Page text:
Background

In late 2021, we engaged our community through an online survey and collaborative online mapping to better understand the current issues facing Frankston’s transport system and the communities’ ambitions for transport.

We asked questions about how people currently get around, for short and longer trips, how often they travel for specific purposes, and some of the barriers to using other modes of transport. We also provided an opportunity for people to tell us how they experience the transport system and what they would like to see in the future.

We've collected over 270 pieces of feedback from over 60 engaged individuals, and the outcomes are summarised in our Phase 1 Engagement Report, and below. This has helped us to develop the Draft Integrated Transport Strategy: Connecting Communities.

From our 2021 community engagement, we understand that:

  • You’re concerned about safety.
  • You’d like to see public transport options in more places, more often, particularly buses.
  • You want an active transport network including bike trails and footpaths that are well connected.
  • You are frustrated with car parking availability and costs in and around the City Centre

    Through our research and engagement, we found out that:

    • 36% of residents can walk under 1km to a neighbourhood shopping centre from home while 99% can cycle under 4km to a shopping centre.
    • 26 bus services operate in Frankston.
    • 128 metro train services run to Frankston each day.
    • There is enough carparking in central Frankston to fill 8 MCGs. Carparking is the largest land use in the centre of Frankston.
    • Residents want an extensive and improved network for off-road walking and cycling.
    • 7.5% of the resident population travel to work or study by public transport, walking or cycling. The Victorian average is 17%.

    Tell us if we got it right!

    We listened to your feedback and ideas, and created a blue print for Frankston’s future transport needs, our Draft Integrated Transport Strategy: Connecting Communities.

    Many of these ideas are not new but we believe they are sensible. We need to be proactive and prepare for our future now; a future that is healthier, safer, connected, more sustainable and inclusive.

    Share your feedback by:

    • Telling us if you agree or disagree with the Big Issues facing Frankston City.
    • Telling us if you agree or disagree with the Key directions for change.
    • Telling us if you think anything is missing.
    • Sharing your feedback with us in-person at the Mayor's Picnic - 17 September @ 12pm - 5pm (Carrum Downs Recreation Reserve).
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    Big issues facing Frankston City

    The key challenges captured below summarise some of the big issues facing Frankston City that this Strategy tackles.

    Key directions for change

    These key directions were developed based on the feedback we received from the community in 2021 and research.

    • Implement Electric Vehicle Charging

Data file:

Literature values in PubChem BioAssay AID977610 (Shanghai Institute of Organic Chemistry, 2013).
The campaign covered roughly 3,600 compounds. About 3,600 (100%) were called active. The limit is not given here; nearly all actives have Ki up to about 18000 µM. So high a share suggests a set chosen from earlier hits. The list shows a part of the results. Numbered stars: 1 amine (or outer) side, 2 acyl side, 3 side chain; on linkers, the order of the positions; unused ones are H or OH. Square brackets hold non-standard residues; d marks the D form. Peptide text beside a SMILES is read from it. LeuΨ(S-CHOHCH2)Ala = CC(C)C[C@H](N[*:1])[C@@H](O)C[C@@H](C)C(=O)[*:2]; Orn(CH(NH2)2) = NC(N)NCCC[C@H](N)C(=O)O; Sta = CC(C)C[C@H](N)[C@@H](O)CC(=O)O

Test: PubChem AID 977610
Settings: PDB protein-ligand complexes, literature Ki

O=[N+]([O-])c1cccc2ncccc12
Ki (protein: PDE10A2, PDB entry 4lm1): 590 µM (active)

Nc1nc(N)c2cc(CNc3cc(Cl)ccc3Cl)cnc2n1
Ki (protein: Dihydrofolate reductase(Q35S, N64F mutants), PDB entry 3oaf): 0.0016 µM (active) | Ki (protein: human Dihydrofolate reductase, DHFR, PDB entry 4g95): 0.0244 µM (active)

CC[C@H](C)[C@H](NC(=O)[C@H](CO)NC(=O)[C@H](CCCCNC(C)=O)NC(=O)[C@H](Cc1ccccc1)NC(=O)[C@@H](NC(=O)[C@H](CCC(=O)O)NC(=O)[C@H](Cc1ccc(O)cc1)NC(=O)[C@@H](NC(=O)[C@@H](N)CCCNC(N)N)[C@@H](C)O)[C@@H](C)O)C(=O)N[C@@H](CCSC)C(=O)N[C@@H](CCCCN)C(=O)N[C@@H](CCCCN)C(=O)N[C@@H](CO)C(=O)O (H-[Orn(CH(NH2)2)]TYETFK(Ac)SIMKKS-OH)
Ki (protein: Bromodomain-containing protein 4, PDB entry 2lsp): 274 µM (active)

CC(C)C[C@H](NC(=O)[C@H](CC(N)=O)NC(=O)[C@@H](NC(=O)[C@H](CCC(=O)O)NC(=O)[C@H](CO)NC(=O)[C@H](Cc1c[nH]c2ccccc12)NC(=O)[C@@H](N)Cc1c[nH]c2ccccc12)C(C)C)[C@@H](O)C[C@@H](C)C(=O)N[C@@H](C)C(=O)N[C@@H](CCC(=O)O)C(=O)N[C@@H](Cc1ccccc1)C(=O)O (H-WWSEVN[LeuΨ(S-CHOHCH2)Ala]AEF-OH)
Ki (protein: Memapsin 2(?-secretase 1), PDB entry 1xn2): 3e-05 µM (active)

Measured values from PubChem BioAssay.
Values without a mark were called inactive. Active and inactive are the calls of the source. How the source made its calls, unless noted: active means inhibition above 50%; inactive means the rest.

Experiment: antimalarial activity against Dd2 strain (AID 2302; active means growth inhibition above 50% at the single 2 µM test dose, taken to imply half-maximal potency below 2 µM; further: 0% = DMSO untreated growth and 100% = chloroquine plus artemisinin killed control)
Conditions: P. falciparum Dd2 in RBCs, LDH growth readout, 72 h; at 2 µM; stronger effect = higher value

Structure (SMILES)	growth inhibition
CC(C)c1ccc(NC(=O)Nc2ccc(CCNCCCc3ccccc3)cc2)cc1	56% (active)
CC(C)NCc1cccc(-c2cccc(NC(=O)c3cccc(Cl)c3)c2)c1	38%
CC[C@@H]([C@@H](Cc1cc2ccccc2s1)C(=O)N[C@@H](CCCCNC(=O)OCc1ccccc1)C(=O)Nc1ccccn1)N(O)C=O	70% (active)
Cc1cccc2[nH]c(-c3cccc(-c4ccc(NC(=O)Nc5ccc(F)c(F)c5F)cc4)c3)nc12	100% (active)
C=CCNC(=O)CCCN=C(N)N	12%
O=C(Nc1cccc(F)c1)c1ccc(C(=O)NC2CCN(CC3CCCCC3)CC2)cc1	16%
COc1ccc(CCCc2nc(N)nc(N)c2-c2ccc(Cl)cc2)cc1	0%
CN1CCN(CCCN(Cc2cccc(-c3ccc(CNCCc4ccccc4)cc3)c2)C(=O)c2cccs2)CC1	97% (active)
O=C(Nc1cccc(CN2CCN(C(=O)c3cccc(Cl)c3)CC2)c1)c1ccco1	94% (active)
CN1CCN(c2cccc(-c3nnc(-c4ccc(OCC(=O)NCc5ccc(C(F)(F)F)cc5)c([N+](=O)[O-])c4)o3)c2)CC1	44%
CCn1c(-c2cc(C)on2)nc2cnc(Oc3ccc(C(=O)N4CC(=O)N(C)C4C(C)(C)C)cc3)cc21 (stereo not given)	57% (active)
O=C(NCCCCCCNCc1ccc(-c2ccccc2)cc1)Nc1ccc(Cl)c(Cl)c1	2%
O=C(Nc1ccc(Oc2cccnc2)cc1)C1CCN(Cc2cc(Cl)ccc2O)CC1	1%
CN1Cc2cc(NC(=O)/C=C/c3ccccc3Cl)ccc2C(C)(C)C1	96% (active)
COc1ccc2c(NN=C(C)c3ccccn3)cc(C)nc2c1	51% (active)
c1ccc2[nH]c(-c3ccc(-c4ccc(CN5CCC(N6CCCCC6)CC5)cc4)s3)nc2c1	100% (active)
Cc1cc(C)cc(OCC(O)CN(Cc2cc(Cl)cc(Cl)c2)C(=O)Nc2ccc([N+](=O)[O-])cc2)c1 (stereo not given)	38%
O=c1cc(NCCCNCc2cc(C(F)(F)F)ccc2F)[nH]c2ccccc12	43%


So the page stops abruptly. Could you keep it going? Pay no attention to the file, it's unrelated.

We will advocate for funding and work in partnership to support the roll-out of public electric vehicle charging infrastructure.

    • Capitalise on major transport projects

      These projects offer unique opportunities to make further improvements to local transport networks, including advocating to the State Government, and undertaking projects ourselves.

    • Real time car parking information

      We are going to investigate opportunities to install smart infrastructure to provide real time information on where available parking bays are.

    • Better integrate our train stations

      We want to make it easier for people to transfer from one mode of public transport to another.

    • Create high quality walking and cycling networks

      We want to makes it easier for more people to access everyday shops and services via sustainable modes.

    • Monitor and act on emerging transport technology

      Council will develop an Emerging Transport Policy Paper to ensure we are able to capitalise on the technology that help us meet the targets set out in the Draft Integrated Transport Strategy.

    • A coherent, attractive, and safe cycling network

      We will implement a comprehensive cycling network to enable more people to ride in a safe environment, connecting communities to shops and other key destinations.

    • Walking and cycling to school the preferred choice

      Working with each school in Frankston to create an Active Travel Plan, and supported by safe infrastructure upgrades, we will improve student health and learning outcomes while also reducing traffic congestion.

    • Highways to Boulevards

      Nepean Highway has been identified as a key corridor to transform this corridor into a people-focused civic and economic corridor.

    • Quick wins

      These proposed quick wins could improve our transport system right away:

      1. Information on existing bicycle trails
      2. Trial an ‘Open Street’
      3. Expand shared micro-mobility
      4. High-capacity bus corridors as ‘turn up & go’ service
      5. Unique and consistent bike parking design
      6. Adopt Vision Zero for road safety
      7. Develop a road hierarchy
      8. Support transition to electric vehicles & bikes
      9. Review freight access in industrial areas
      10. Trial Parking Overstay Detector Systems and smart parking
      11. Investigate car share options.